This is why discipleship, a command given by Jesus to his followers, is so important. But even this simple command has been blurred. Discipleship seems to now be a much broader idea that brings together the Gospel message and Salvation as a major part of the process. But is that what we see in scripture? I do believe that all these things can happen very close together, but they are usually separate parts and functions of the body of Christ.
So, let’s take a few moments to just look at a ideas that bring these pieces together. First let’s think about the Gospel. In its simplest form it is essentially good news. But what is that good news. I really like the concluding definition found in the Holman Illustrated Bible Dictionary…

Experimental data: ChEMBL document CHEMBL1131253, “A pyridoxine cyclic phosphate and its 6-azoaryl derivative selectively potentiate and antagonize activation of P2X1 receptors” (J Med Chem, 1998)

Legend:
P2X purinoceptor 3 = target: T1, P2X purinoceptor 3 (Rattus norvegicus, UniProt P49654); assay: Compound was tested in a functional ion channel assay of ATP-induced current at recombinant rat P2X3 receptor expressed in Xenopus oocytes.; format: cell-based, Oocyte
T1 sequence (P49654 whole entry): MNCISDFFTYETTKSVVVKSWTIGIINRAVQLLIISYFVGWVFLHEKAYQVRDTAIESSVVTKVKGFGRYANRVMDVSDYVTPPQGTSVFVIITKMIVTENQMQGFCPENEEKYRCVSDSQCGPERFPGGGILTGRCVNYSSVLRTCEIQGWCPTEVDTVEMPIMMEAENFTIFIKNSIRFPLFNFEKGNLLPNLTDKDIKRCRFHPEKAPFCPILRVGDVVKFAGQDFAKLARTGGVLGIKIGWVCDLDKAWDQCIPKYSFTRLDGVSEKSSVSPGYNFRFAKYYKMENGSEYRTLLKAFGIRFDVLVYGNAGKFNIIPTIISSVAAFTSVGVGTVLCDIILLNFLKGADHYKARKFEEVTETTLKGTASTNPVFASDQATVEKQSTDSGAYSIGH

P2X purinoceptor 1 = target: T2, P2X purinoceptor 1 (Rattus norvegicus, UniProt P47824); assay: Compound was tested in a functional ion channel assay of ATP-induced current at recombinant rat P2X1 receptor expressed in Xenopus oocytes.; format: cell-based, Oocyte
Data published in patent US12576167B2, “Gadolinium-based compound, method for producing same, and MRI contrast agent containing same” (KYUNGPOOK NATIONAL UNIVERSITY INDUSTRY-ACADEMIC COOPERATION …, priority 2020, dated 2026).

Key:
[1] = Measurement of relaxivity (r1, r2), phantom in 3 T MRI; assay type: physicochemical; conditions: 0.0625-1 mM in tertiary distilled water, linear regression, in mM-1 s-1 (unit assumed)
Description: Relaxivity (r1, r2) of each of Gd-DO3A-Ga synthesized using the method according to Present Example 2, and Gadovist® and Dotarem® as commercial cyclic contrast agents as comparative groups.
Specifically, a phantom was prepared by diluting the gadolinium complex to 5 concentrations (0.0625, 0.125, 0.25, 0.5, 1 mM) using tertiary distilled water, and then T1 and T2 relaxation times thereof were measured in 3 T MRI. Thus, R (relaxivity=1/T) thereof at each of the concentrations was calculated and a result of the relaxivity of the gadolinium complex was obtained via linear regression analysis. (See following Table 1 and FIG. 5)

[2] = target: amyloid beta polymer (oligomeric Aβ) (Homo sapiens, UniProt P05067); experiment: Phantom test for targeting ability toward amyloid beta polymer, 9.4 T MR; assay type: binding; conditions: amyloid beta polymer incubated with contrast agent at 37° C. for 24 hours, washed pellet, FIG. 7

The gospel in the NT can be summarized as the message about the kingdom of God established in the life, death, and resurrection of Jesus the Messiah, who is enthroned as Lord of all. This good news describes events to which all Scripture points and declares that all principalities and powers are defeated once and for all by Jesus the Messiah. Finally, all of humanity will be judged according to their reception or rejection of this good news.
This is an excellent high-level definition of what the Gospel is, and the final sentence that humanity will be judged against their reception or rejection of this good news is vital to our understanding of Discipleship. Also note that the good news is found in the scriptures.